In previous Sandler films, women mainly existed only as love interests. Herlihy, however, changed that with The Wedding Singer. “Drew elevated things for us,” the screenwriter told Esquire. “The scenes with her and Christine [Taylor]—the scenes with her without Adam—[were all great]. You look at the first movies and there’s not a lot without Adam because we did test screening and they said, ‘Get rid of that scene.’ But this time with Drew we were able to do that and have those scenes survive to the movie.”

8. THE CREATORS OF THE WEDDING SINGER BROADWAY MUSICAL KNEW IT WAS “BORN TO SING.”

The success of the film inspired a Broadway musical adaptation that ended up earning five Tony Award nominations and eight Drama Desk Award nods. Matthew Sklar composed the music, and Chad Beguelin wrote the lyrics and co-wrote the book with Herlihy. It premiered in Seattle in January 2006 and then officially opened on Broadway in April 2006.

In the fall of 2007, the musical toured nationally, then eventually landed overseas in London, Abu Dhabi, the Philippines, and Australia. Beguelin said the musical came from him pitching a movie idea to New Line Cinema. “They asked me, ‘What would you do with our catalogue?’ Well, I thought The Wedding Singer was born to sing,” he said. They felt a musical could convey stronger feelings than what was on the screen. “In the movie, you get a close-up of Drew Barrymore looking distraught at her reflection in a wedding dress, but you can’t do that on stage,” Beguelin said. “That’s where you write a song.”

9. BARRYMORE WANTED THE AUDIENCE TO “HOLD THE BOWL OF LOVE.”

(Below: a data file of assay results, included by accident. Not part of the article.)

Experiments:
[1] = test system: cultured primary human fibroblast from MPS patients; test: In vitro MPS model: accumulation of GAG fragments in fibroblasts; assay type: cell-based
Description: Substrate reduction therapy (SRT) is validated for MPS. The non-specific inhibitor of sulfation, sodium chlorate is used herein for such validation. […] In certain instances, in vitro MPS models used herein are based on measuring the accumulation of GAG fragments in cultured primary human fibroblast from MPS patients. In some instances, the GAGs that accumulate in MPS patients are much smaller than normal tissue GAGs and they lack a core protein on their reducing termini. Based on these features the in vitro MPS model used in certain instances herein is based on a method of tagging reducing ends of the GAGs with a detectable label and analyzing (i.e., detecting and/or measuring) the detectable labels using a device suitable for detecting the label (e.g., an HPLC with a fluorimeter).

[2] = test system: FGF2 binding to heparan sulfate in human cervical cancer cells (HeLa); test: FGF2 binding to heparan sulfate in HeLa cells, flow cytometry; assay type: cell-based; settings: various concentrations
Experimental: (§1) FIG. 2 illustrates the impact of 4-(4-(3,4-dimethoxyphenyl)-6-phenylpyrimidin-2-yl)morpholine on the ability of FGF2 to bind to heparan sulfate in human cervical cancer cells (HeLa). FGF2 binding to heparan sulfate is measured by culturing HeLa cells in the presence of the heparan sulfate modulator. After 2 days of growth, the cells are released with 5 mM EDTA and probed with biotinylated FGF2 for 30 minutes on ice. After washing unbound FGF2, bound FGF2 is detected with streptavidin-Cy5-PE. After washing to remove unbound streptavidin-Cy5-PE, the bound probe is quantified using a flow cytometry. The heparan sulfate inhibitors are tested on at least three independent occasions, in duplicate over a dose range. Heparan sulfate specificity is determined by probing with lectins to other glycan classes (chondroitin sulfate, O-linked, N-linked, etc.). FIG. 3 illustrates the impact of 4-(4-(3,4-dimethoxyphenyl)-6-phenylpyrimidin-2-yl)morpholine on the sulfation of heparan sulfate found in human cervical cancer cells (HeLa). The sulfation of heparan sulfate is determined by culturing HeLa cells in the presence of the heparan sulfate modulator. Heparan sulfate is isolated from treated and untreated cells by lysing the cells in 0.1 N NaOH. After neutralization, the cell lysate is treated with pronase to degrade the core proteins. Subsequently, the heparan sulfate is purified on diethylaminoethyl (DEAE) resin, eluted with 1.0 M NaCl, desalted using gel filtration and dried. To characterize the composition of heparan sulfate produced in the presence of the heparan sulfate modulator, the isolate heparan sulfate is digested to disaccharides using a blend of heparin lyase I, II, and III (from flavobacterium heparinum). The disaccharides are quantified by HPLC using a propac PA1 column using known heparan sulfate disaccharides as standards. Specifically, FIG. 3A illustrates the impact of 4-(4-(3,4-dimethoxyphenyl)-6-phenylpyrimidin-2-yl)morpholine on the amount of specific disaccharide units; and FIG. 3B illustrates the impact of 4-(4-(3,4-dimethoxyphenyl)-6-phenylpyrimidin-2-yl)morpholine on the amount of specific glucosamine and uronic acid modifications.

In a 1998 interview, Barrymore explained what drew her to the character of Julia: “She has an ease that follows her and that’s the energy that she exudes, and I really, really like that about her. And she’s a happy girl.”

Barrymore further said she wanted people to be happy and for the movie to cause the audience “to hold the bowl of love and have those hearts in their eyes and all of that good mushy stuff we live for."

10. BILLY IDOL STARRED IN THE FILM TO APPEASE HIS SON—AND TEENAGERS.

Billy Idol, whose song “White Wedding” appears on the soundtrack, portrays himself during a climactic scene on a plane. “My son loved Adam Sandler and I thought: ‘I’m going to have to see it anyway, so why not be in it?,’” Idol said. “I gained a number of diehard teenage fans through doing it, who are adults now and are still turning up to my gigs.”

“There’s something about Billy Idol hanging on a plane, knocking back champagne, and getting involved with my love life,” Sandler said of Idol’s cameo. “Everybody thought that’d be fun.”

11. BOY GEORGE WAS A FAN OF BOY GEORGE.

In the film, transgender actress Alexis Arquette played a character named George, who had similarities to the iconic Culture Club frontman Boy George. Wedding Singer George even sings the band’s 1982 hit song “Do You Really Want to Hurt Me” at a wedding in the movie. Arquette passed away on September 11, 2016, and around the same time the real Boy George paid homage to the actress at a concert in Maryland. He dedicated “Do You Really Want to Hurt Me” to Alexis and her family.

“Alexis played me in The Wedding Singer, very hilariously,” he said. “When I went to [see] The Wedding Singer, I didn’t know what was going to happen. When I saw Alexis doing an impersonation of me, I was rolling around on the floor laughing.”